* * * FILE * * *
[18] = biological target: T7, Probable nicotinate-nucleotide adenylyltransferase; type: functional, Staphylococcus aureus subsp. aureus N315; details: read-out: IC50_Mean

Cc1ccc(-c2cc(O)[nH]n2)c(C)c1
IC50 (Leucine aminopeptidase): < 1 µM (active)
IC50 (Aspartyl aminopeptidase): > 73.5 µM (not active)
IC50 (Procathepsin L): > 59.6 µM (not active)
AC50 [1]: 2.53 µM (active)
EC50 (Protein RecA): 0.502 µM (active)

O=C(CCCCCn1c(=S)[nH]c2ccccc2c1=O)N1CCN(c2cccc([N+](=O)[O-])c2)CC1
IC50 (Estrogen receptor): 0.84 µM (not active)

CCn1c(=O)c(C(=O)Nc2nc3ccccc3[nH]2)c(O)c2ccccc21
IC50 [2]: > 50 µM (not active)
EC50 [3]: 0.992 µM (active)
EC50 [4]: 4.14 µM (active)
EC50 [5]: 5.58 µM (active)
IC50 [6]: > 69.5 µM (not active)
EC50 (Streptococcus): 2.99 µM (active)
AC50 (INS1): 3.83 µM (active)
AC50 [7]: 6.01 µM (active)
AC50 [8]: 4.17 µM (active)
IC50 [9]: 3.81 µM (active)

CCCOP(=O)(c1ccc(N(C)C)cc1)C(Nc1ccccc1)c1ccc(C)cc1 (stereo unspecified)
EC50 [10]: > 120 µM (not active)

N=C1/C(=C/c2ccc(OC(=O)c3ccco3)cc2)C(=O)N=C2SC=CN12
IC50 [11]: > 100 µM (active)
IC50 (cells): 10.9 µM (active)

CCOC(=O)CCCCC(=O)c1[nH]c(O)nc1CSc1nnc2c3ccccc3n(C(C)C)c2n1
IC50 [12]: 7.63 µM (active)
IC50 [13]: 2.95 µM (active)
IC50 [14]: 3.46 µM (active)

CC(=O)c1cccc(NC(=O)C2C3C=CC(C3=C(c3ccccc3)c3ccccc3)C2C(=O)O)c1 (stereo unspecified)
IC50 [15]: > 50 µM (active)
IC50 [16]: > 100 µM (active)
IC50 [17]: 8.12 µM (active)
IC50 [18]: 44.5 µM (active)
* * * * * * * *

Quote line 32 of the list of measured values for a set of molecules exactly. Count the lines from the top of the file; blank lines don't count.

IC50 [16]: > 100 µM (active)